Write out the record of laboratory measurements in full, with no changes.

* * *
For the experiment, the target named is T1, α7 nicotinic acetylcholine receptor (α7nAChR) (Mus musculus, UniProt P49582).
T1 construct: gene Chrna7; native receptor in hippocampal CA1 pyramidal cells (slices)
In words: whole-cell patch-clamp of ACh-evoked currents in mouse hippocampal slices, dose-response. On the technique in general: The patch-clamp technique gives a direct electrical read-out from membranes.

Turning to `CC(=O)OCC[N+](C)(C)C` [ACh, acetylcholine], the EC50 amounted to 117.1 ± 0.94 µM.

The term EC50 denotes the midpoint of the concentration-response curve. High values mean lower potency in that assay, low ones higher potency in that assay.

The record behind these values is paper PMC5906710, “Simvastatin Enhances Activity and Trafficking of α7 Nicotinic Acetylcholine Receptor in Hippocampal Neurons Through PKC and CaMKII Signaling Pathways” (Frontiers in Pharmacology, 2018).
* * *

For the experiment, the target named is T1, α7 nicotinic acetylcholine receptor (α7nAChR) (Mus musculus, UniProt P49582).
T1 construct: gene Chrna7; native receptor in hippocampal CA1 pyramidal cells (slices)
In words: whole-cell patch-clamp of ACh-evoked currents in mouse hippocampal slices, dose-response. On the technique in general: The patch-clamp technique gives a direct electrical read-out from membranes.

Turning to `CC(=O)OCC[N+](C)(C)C` [ACh, acetylcholine], the EC50 amounted to 117.1 ± 0.94 µM.

The term EC50 denotes the midpoint of the concentration-response curve. High values mean lower potency in that assay, low ones higher potency in that assay.

The record behind these values is paper PMC5906710, “Simvastatin Enhances Activity and Trafficking of α7 Nicotinic Acetylcholine Receptor in Hippocampal Neurons Through PKC and CaMKII Signaling Pathways” (Frontiers in Pharmacology, 2018).